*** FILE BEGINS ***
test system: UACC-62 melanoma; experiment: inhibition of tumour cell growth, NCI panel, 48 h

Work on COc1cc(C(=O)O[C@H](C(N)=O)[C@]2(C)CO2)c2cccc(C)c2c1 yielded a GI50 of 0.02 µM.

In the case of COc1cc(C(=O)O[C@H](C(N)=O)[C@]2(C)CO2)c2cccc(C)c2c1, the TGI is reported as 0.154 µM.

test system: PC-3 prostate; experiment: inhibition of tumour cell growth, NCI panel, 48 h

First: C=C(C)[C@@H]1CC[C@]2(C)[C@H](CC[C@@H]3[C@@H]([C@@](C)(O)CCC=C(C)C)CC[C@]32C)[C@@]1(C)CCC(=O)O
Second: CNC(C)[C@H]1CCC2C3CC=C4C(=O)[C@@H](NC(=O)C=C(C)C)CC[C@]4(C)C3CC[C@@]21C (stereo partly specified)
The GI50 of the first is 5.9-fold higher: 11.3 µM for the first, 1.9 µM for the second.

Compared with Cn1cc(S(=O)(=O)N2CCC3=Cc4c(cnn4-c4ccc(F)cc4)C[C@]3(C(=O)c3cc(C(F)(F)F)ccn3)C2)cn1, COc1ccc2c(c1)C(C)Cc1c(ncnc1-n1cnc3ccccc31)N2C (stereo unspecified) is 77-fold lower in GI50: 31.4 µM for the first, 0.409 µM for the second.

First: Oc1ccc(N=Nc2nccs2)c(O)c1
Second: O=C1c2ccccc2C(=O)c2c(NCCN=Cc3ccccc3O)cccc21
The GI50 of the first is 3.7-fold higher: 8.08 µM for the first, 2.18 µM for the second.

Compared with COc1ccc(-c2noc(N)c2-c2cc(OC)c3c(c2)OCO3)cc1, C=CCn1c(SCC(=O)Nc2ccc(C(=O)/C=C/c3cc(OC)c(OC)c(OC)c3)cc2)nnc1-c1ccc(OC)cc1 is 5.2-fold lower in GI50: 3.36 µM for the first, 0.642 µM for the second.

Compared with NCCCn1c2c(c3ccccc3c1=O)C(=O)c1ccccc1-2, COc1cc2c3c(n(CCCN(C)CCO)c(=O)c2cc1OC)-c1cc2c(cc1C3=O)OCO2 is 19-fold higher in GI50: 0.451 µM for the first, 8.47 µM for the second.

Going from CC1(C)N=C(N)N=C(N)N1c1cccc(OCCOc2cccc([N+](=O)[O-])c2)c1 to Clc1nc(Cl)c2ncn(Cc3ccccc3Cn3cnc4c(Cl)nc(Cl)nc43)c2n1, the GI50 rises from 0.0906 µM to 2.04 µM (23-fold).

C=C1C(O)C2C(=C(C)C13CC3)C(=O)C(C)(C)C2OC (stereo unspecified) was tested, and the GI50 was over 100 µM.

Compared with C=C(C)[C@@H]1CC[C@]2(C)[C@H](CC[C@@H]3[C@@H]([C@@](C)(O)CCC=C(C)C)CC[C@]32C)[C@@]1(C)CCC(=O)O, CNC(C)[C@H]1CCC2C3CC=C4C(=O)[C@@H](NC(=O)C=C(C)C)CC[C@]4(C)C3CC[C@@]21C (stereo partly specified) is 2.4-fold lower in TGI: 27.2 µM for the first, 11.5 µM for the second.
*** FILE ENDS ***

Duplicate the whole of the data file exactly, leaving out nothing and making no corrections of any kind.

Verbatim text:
test system: UACC-62 melanoma; experiment: inhibition of tumour cell growth, NCI panel, 48 h

Work on COc1cc(C(=O)O[C@H](C(N)=O)[C@]2(C)CO2)c2cccc(C)c2c1 yielded a GI50 of 0.02 µM.

In the case of COc1cc(C(=O)O[C@H](C(N)=O)[C@]2(C)CO2)c2cccc(C)c2c1, the TGI is reported as 0.154 µM.

test system: PC-3 prostate; experiment: inhibition of tumour cell growth, NCI panel, 48 h

First: C=C(C)[C@@H]1CC[C@]2(C)[C@H](CC[C@@H]3[C@@H]([C@@](C)(O)CCC=C(C)C)CC[C@]32C)[C@@]1(C)CCC(=O)O
Second: CNC(C)[C@H]1CCC2C3CC=C4C(=O)[C@@H](NC(=O)C=C(C)C)CC[C@]4(C)C3CC[C@@]21C (stereo partly specified)
The GI50 of the first is 5.9-fold higher: 11.3 µM for the first, 1.9 µM for the second.

Compared with Cn1cc(S(=O)(=O)N2CCC3=Cc4c(cnn4-c4ccc(F)cc4)C[C@]3(C(=O)c3cc(C(F)(F)F)ccn3)C2)cn1, COc1ccc2c(c1)C(C)Cc1c(ncnc1-n1cnc3ccccc31)N2C (stereo unspecified) is 77-fold lower in GI50: 31.4 µM for the first, 0.409 µM for the second.

First: Oc1ccc(N=Nc2nccs2)c(O)c1
Second: O=C1c2ccccc2C(=O)c2c(NCCN=Cc3ccccc3O)cccc21
The GI50 of the first is 3.7-fold higher: 8.08 µM for the first, 2.18 µM for the second.

Compared with COc1ccc(-c2noc(N)c2-c2cc(OC)c3c(c2)OCO3)cc1, C=CCn1c(SCC(=O)Nc2ccc(C(=O)/C=C/c3cc(OC)c(OC)c(OC)c3)cc2)nnc1-c1ccc(OC)cc1 is 5.2-fold lower in GI50: 3.36 µM for the first, 0.642 µM for the second.

Compared with NCCCn1c2c(c3ccccc3c1=O)C(=O)c1ccccc1-2, COc1cc2c3c(n(CCCN(C)CCO)c(=O)c2cc1OC)-c1cc2c(cc1C3=O)OCO2 is 19-fold higher in GI50: 0.451 µM for the first, 8.47 µM for the second.

Going from CC1(C)N=C(N)N=C(N)N1c1cccc(OCCOc2cccc([N+](=O)[O-])c2)c1 to Clc1nc(Cl)c2ncn(Cc3ccccc3Cn3cnc4c(Cl)nc(Cl)nc43)c2n1, the GI50 rises from 0.0906 µM to 2.04 µM (23-fold).

C=C1C(O)C2C(=C(C)C13CC3)C(=O)C(C)(C)C2OC (stereo unspecified) was tested, and the GI50 was over 100 µM.

Compared with C=C(C)[C@@H]1CC[C@]2(C)[C@H](CC[C@@H]3[C@@H]([C@@](C)(O)CCC=C(C)C)CC[C@]32C)[C@@]1(C)CCC(=O)O, CNC(C)[C@H]1CCC2C3CC=C4C(=O)[C@@H](NC(=O)C=C(C)C)CC[C@]4(C)C3CC[C@@]21C (stereo partly specified) is 2.4-fold lower in TGI: 27.2 µM for the first, 11.5 µM for the second.